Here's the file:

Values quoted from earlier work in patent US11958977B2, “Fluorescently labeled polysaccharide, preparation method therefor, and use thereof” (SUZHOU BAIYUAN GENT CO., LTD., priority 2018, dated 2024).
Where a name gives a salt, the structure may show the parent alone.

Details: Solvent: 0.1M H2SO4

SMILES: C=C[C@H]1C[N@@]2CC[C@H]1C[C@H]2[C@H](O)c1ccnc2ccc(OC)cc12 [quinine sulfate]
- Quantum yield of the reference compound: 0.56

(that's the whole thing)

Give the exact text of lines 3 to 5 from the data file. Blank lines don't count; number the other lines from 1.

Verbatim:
Details: Solvent: 0.1M H2SO4

SMILES: C=C[C@H]1C[N@@]2CC[C@H]1C[C@H]2[C@H](O)c1ccnc2ccc(OC)cc12 [quinine sulfate]
- Quantum yield of the reference compound: 0.56